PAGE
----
|Publication number||US5018597 A|
|Application number||US 07/457,385|
|Publication date||28 May 1991|
|Filing date||27 Dec 1989|
|Priority date||28 Dec 1988|
|Publication number||07457385, 457385, US 5018597 A, US 5018597A, US-A-5018597, US5018597 A, US5018597A|
|Inventors||Hideaki Wakabayashi, Tooru Kagata, Hiroyuki Amano|
|Original Assignee||Aisin Seiki Kabushiki Kaisha|
|Export Citation||BiBTeX, EndNote, RefMan|
|Patent Citations (8), Referenced by (4), Classifications (18), Legal Events (5)|
|External Links: USPTO, USPTO Assignment, Espacenet|
1. Field of the Invention
The invention relates to a free wheel hub for a four wheel drive automobile, and in particular the electrical connections from the battery to an actuator and a sensor positioned in the free wheel hub mechanism.
2. Description of the Related Art
A free wheel hub system for a four wheel drive automobile is known which includes a sensor indicating the operating condition of the free wheel hub to the driver when the free wheel hub operates automatically in the four wheel driving condition, or indicates actuation of an electric motor which changes the four wheel driving condition to the two wheel driving condition in the axle hub or vice versa.
The prior art shown in FIG. 10 shows a free wheel hub system equipped by a switch sensor 2 so as to indicate the operating condition of the free wheel hub to the driver. When the free wheel hub system changes to the four wheel driving condition. The four wheel drive is actuated by the operation of a hub ring 5 rotating with a drive shaft 3 and an inner hub 4, and roller cage 7 rotates to the left with a roller 6 and contacts a movable part 2a of the switch sensor 2 fixed on the outer side of a spindle 1. The roller 6 engages a clutch housing 8 and the inner hub 4. Thereby, the switch sensor 2 is switched to the ON position and the transmission of a driving force from the drive shaft 3 to the wheel is indicated. An indicator (not shown in FIG. 10) mounted in a dashboard is connected to the switch sensor 2 through electrical wiring 9 which is wired through an opening 1A formed in the spindle 1, or as shown in FIG. 11, along a groove 1B formed on the inner face of the spindle 1.
The foregoing free wheel hub system has a drawback in that the spindle 1 has a reduced load, caused by the forming of the opening 1A or the groove 1B. Therefore, the transferable torque load of such a free wheel hub system is limited. Further, it is not possible to design the opening 1A or the groove 1B to an increased extent, therefore, the diameter of the electrical wiring 9 is limited. The wiring 9 can be broken during assembly or by the vibrations received from the wheel, thereby making the free wheel hub system unreliable. Further, a great deal of care is needed to mount the drive shaft 3 to the spindle 1 without breaking the wiring 9 which leads to extended assembly time.
It is an object of the invention to provide a free wheel hub system to obviate the above mentioned drawbacks of a known system. In order to accomplish the object, a free wheel hub system is provided with a free wheel hub mechanism disposed between a drive shaft and an axle hub supported by a spindle. Flexible printed circuits are disposed between the inner face of the spindle and the outer face of the drive shaft to control an electrical element of the free wheel hub mechanism. A cylindrical collar having contact parts or portions fits tightly to the inner face of the spindle and the flexible printed circuits are fixedly attached to the outer face.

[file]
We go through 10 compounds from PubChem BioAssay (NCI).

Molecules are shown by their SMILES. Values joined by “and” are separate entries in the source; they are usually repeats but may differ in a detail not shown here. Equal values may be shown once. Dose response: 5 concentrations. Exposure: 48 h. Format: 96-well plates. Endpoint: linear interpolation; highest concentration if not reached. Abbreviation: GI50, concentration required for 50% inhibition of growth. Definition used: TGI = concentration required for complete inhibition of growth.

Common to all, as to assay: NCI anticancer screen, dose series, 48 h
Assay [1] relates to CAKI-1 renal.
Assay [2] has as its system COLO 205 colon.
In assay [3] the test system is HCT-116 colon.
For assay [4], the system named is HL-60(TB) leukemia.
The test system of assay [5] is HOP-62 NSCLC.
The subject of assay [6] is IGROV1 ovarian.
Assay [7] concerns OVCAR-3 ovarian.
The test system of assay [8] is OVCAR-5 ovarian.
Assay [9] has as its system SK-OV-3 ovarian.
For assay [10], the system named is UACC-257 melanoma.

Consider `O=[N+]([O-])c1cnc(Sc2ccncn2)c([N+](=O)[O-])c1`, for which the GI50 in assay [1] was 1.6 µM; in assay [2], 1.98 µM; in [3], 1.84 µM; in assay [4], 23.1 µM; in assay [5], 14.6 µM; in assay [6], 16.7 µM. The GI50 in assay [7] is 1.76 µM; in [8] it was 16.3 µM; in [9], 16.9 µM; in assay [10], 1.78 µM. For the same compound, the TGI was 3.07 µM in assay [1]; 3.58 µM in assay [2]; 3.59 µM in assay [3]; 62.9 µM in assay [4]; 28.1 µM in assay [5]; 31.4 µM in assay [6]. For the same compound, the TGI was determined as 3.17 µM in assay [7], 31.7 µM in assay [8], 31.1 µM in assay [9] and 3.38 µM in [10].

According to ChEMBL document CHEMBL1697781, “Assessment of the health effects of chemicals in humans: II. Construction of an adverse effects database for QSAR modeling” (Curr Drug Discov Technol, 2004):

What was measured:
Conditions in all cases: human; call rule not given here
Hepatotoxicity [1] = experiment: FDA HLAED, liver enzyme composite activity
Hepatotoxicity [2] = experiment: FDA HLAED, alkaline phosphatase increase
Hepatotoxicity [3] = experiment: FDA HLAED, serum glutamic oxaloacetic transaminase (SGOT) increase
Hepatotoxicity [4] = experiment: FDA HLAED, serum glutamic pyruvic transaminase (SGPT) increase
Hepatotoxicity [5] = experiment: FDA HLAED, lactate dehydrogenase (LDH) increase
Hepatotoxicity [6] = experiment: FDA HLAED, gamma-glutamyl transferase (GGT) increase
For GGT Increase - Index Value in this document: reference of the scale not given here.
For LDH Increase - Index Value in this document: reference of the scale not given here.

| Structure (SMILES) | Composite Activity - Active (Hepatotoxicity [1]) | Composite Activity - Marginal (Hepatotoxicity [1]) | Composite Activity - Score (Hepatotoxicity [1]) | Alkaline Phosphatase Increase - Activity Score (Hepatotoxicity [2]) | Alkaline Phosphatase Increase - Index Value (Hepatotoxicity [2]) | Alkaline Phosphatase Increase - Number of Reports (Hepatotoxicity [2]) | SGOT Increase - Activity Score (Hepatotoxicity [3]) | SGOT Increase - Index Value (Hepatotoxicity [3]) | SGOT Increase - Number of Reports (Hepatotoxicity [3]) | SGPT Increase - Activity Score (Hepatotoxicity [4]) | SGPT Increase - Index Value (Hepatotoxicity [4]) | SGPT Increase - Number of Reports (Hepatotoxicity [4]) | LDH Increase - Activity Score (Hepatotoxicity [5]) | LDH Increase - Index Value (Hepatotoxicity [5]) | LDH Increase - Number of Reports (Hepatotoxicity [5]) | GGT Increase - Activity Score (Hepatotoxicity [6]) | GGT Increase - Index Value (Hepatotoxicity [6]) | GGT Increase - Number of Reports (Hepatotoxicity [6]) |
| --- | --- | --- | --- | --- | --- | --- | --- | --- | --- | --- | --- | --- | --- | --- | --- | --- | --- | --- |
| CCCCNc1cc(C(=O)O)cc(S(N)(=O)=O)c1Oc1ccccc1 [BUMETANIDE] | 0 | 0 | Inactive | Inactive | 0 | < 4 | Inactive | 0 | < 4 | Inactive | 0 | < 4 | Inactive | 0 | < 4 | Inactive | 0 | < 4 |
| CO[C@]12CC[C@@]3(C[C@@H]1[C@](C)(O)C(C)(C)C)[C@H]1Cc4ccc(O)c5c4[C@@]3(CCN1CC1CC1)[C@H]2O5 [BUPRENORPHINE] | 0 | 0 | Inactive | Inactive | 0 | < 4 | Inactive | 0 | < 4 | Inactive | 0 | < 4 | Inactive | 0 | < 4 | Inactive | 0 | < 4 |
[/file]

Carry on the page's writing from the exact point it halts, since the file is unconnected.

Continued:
FIG. 1 shows a sectional view of a free wheel hub system of this invention;
FIG. 2 shows a sectional view of a first embodiment of a collar having flexible printed circuits according to the invention;
FIG. 3 shows a front view of a collar with the circuits of FIG. 2;
FIG. 4 shows a sectional view of a second embodiment of a collar having flexible printed circuits according to the invention;
FIG. 5 shows a front view of a collar with the circuits of FIG. 4;
FIG. 6 shows a sectional view of a third embodiment of a collar having flexible printed circuits according to the invention;
FIG. 7 shows a front view of a collar with the circuits of FIG. 6;
FIG. 8 shows a sectional view of a fourth embodiment of a collar having flexible printed circuits according to the invention;
FIG. 9 shows a front view of a collar with the circuits of FIG. 8;
FIG. 10 shows a sectional view of a free wheel hub system of the prior art; and
FIG. 11 shows a front sectional view of a free wheel hub system of the prior art.
In a preferred embodiment of the free wheel hub system shown in FIG. 1, a spindle 12 is mounted on a drive shaft 11 so as to rotate simultaneously therewith. An axle hub 13 is mounted on the spindle 12 through bearings 14 and 15. A hub body 16 and a hub cover 18 are fixedly connected to the axle hub 13 by a bolt 17 and an electric motor 19 is mounted in the hub body 16. Between the drive shaft 11 and the axle hub 13, a free wheel hub mechanism is positioned and includes a motor gear 20, a handle gear 21, a handle 22, a cam follower 23, an outer clutch member 24 and an inner clutch member 25. By the rotation of the electric motor, the motor gear 20 rotates the handle gear 21 on the handle 22 and the cam follower 23 moves to the left side shown in FIG. 1 along a cam face 22a formed on the outer face of the handle 22 engaging with the cam follower 23. The cam follower 23 causes the outer clutch 24 to engage with the inner clutch 25 which rotates with the drive shaft 11. Thereby, the rotating torque of the drive shaft 11 is transmitted to the axle hub 13 and the four wheel driving condition is accomplished.